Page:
As inequality and segregation increase within the United States, schools are also becoming
partitioned off by social class in a way that reflects the spatial segregation of the local
neighborhoods they are drawing from. Several states have maintained creative efforts to
desegregate schools using programs to bus in students living further away, but low-income
students are arriving only to find they are often minorities in increasingly wealthy spaces.
Furthermore, low-income students, though few in number in these primarily wealthy schools,
are not a monolithic group, and should not be treated as such. This dissertation uses
structural characteristics of their friendship networks – particularly heterophily – as a
categorizing device with which to better understand the diversity of the low-income
experience for students who are attending wealthy schools.
I combine qualitative methods (in-depth interviews, focus group results) with quantitative ones
(surveys, network analysis) to study not only how low-income students’ experiences and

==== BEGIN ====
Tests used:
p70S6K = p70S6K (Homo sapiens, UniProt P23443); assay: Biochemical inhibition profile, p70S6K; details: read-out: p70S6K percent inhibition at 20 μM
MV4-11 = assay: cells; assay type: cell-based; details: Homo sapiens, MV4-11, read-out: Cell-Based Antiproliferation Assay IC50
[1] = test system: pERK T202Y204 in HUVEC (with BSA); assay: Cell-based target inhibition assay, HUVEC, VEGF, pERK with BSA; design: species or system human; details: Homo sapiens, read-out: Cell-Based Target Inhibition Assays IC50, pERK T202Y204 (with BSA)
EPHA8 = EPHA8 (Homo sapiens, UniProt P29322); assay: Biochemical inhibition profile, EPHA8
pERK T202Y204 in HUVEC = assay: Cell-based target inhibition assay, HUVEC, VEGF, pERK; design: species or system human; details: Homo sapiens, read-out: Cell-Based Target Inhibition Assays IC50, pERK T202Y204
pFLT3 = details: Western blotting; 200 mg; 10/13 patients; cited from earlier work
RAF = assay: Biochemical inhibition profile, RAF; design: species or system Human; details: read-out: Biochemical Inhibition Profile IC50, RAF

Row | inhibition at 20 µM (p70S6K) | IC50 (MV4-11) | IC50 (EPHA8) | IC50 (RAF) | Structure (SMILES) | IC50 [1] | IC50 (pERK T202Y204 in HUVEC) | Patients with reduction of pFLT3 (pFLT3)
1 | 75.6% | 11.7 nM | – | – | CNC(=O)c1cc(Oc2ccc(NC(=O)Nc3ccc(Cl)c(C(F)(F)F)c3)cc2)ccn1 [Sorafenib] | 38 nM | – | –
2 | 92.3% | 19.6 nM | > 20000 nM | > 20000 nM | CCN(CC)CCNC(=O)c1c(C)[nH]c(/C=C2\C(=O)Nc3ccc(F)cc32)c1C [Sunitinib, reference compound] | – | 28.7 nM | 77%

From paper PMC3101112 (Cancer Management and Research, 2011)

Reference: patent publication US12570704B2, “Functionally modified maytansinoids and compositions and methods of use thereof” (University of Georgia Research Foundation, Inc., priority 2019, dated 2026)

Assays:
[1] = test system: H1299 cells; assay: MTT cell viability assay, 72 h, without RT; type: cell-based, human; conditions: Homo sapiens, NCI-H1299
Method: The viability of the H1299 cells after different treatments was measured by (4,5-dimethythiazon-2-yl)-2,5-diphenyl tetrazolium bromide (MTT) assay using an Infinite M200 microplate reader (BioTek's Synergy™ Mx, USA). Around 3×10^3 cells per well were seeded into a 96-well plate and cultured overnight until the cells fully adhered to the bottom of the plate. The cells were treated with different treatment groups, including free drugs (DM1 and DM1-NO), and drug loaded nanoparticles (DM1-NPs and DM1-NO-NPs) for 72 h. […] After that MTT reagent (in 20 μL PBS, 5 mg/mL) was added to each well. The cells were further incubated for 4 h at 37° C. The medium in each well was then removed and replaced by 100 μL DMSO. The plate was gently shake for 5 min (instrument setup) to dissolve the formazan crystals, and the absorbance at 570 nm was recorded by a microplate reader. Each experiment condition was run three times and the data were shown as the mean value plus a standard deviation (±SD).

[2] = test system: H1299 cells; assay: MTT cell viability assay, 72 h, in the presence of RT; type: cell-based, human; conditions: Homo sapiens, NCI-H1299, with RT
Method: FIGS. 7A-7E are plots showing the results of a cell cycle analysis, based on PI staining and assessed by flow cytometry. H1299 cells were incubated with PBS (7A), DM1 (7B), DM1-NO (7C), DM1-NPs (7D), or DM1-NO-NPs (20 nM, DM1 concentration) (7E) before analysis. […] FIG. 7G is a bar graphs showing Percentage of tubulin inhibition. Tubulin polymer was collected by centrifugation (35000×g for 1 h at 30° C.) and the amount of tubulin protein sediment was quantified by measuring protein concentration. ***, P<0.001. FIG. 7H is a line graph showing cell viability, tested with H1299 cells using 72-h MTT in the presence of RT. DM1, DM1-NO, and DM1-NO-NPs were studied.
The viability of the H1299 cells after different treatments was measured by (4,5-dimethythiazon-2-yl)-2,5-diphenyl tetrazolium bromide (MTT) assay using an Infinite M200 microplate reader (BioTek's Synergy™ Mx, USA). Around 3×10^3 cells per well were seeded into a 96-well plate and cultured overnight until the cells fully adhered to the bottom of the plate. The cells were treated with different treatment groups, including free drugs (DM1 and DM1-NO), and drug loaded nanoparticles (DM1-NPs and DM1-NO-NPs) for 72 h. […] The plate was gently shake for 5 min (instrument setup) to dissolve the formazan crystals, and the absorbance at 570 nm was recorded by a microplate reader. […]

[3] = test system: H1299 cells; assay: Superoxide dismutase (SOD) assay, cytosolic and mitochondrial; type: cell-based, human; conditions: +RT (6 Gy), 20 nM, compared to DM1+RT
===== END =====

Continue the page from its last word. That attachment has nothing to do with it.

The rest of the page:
outcomes might differ from those of their wealthier peers’, but also how those experienced by
low-income students in heterophilous networks might differ from those experienced by
low-income students in homophilous networks. Over and over again, I find that low-income
students in heterophilous networks access information (presumably via their diverse
networks) that allow them to look like, sound like, and otherwise pass as some of their
wealthier friends by incorporating aspects of their peers’ cultural capital into their own toolkits,
thus demonstrating that social class is more plastic and malleable than previously assumed.
Low-income students in homophilous networks, meanwhile, are able to develop a
class-consciousness that allow them to not only talk more freely about their class injuries and
the classism they encounter on campus, but also to think critically about the structural ways
class and race play a role in their lived realities. In the end, however, the agency and
creativity low-income students exhibited in cultivating and maintaining different network-types,
and the consequent information they gleaned and acted upon from those networks, could only
take them so far; for bigger decisions that involved a significant financial outlay, social class
reasserted itself as a powerful force in limiting and curtailing their choices.